Health Watch: 5 ways to guide your family to better health
According to the Centers for Disease Control and Prevention, your zip code is a greater predictor of your health than your genetic code. It not only impacts access to healthy foods, but also your ability to stay active. While it may be difficult to believe, millions living in underserved communities struggle to feed their families healthy meals and keep their kids active without the help of school-provided meals and activities.
“Here at the Aetna Foundation, we are working to make healthy foods readily available, accessible and affordable for more people across the country,” said Garth Graham, M.D., MPH, president of the Aetna Foundation.
These quick tips from the Aetna Foundation are designed to encourage people and help them find affordable nutritious foods and easy and fun ways to get and stay physically active.
1. Visit your local farmer’s market. Take advantage of all the choices of fresh fruits and vegetables being picked and shared by local farmers. In many parts of the country, markets operate year-round, and the USDA National Farmers Market Directory is a great place to start. Many also accept SNAP benefits.
2. Look for a community garden in your neighborhood. The American Community Gardening Association is a good resource to help find a community garden near your home. Introducing kids to a wide range of freshly grown produce piques their interest and expands their knowledge about nutritious fresh food options.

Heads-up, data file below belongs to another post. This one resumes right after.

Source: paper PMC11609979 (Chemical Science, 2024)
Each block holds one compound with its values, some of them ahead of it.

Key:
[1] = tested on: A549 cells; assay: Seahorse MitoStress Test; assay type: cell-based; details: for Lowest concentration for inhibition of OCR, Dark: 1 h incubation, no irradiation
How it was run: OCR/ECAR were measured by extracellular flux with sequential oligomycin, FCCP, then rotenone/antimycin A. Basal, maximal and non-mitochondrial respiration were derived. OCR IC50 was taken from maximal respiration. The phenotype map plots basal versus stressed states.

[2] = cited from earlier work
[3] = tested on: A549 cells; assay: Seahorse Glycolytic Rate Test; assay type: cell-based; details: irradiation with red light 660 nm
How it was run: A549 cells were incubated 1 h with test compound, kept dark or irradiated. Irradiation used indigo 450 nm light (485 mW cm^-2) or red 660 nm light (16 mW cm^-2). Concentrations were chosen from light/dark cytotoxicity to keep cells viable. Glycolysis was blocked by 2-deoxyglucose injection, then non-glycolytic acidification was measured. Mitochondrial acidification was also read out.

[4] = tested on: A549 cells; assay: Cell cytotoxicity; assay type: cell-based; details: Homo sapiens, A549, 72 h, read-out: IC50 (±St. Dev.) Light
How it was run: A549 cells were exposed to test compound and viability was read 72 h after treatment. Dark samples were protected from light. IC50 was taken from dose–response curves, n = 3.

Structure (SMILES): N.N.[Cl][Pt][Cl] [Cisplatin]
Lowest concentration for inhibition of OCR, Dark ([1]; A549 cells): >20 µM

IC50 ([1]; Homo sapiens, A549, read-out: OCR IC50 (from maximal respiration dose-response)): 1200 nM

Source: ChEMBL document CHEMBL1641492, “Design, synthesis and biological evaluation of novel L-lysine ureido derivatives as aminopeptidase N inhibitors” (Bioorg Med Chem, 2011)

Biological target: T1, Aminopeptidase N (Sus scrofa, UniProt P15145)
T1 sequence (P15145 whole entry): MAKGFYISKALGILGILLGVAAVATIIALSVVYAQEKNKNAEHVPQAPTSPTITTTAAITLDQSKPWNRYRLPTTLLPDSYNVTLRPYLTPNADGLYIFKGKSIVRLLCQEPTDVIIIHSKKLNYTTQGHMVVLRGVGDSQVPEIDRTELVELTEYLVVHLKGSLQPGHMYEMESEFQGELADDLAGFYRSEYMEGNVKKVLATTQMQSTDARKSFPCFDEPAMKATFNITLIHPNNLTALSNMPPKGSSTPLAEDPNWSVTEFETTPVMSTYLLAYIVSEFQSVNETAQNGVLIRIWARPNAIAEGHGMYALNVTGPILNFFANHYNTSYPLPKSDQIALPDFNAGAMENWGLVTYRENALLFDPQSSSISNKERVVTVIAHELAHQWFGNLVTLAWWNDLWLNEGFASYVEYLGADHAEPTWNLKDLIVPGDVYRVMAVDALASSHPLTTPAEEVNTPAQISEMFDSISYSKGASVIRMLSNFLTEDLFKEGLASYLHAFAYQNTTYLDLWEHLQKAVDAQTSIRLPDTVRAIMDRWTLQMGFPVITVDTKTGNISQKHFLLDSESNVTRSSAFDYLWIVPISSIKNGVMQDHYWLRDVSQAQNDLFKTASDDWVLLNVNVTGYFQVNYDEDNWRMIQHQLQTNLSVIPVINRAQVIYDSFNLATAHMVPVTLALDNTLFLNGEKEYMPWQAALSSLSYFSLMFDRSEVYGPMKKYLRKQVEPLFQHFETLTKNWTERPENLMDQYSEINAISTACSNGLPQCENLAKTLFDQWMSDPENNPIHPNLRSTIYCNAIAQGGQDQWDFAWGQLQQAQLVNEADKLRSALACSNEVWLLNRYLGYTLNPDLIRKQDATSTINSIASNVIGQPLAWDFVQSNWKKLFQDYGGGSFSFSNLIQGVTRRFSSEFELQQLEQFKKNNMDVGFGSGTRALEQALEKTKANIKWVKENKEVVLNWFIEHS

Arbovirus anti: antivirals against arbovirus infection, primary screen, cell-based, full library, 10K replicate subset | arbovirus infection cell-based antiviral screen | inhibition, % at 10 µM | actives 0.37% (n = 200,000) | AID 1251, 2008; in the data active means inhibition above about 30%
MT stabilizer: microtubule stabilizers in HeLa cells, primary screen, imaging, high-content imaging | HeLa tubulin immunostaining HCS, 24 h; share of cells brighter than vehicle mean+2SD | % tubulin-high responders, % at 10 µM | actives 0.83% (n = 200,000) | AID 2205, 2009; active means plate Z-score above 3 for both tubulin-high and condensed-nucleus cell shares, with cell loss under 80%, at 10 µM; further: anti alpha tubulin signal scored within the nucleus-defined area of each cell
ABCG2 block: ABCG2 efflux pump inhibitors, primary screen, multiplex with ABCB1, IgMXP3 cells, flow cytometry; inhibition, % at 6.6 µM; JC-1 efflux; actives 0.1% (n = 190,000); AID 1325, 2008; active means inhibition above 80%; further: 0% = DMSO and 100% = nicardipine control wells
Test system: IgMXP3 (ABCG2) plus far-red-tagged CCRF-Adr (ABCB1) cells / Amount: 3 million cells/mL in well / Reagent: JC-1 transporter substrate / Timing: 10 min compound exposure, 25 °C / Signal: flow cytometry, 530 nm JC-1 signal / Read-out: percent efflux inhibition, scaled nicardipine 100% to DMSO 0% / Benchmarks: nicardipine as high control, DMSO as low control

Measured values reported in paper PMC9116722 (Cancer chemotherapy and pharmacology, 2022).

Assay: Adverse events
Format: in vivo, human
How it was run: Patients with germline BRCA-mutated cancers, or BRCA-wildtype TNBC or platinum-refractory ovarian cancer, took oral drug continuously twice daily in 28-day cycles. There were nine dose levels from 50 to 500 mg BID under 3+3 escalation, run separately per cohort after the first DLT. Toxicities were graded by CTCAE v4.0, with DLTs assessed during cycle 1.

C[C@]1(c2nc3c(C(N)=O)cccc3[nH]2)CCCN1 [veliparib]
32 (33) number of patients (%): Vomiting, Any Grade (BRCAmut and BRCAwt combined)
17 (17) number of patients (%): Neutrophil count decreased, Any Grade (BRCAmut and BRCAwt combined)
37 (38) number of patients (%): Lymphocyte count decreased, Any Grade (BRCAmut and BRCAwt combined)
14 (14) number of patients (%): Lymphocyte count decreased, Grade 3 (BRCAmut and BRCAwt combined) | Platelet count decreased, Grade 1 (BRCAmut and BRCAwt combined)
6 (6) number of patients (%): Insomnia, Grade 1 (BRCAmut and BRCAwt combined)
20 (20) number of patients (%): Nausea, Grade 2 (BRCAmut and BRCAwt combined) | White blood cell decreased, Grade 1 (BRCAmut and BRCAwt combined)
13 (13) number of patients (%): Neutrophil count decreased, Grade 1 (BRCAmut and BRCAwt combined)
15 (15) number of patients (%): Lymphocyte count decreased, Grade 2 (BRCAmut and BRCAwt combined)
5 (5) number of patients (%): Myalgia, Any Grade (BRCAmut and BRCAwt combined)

3. Let your kids pick. Get your kids excited about trying fresh fruits and vegetables by taking them shopping with you and allowing them to pick out new produce to try, whether you’re at the farmer’s market, grocery or corner store.
4. Cook together. Whether you share your own culinary knowledge or seek out a cooking class geared toward kids in your community, inviting kids to take part in preparing nutritious meals and snacks is a good way to get them enthusiastic about better-for-you food choices.
Studies show as few as 25 percent of children ages 5 to 14 wear their helmets when riding their bikes, and that very few teenagers opt to wear a helmet when cycling. Make sure to talk with your children about wearing their helmet: According to the National Highway Traffic Safety Administration, wearing a bicycle helmet can reduce your child’s risk of brain and head injuries by as much as 88 percent. If your child is roller skating or skateboarding, it’s also important to make sure they wear appropriate pads for their elbows, knees and wrists.